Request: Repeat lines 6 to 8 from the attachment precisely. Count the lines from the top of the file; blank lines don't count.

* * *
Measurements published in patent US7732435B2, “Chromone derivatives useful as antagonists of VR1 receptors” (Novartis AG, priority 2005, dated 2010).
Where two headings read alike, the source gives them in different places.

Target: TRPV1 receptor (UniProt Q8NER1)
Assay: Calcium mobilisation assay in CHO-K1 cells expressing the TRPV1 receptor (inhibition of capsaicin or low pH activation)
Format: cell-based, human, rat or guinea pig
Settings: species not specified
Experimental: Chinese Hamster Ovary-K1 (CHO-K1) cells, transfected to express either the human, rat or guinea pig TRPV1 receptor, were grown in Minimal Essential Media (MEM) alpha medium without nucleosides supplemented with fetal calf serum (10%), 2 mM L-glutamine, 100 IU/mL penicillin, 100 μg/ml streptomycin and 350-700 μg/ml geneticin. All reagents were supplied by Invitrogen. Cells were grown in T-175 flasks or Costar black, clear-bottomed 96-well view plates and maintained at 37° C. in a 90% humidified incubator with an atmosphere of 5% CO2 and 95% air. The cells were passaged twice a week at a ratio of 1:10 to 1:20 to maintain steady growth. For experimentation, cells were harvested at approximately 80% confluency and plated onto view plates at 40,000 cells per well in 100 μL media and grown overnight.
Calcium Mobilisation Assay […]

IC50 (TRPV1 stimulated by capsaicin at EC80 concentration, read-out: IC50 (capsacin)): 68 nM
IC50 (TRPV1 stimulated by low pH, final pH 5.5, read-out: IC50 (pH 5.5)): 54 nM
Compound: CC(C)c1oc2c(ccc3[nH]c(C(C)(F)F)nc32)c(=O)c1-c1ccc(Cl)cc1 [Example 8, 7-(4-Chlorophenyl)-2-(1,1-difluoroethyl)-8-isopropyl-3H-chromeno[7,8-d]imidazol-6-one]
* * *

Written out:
Settings: species not specified
Experimental: Chinese Hamster Ovary-K1 (CHO-K1) cells, transfected to express either the human, rat or guinea pig TRPV1 receptor, were grown in Minimal Essential Media (MEM) alpha medium without nucleosides supplemented with fetal calf serum (10%), 2 mM L-glutamine, 100 IU/mL penicillin, 100 μg/ml streptomycin and 350-700 μg/ml geneticin. All reagents were supplied by Invitrogen. Cells were grown in T-175 flasks or Costar black, clear-bottomed 96-well view plates and maintained at 37° C. in a 90% humidified incubator with an atmosphere of 5% CO2 and 95% air. The cells were passaged twice a week at a ratio of 1:10 to 1:20 to maintain steady growth. For experimentation, cells were harvested at approximately 80% confluency and plated onto view plates at 40,000 cells per well in 100 μL media and grown overnight.
Calcium Mobilisation Assay […]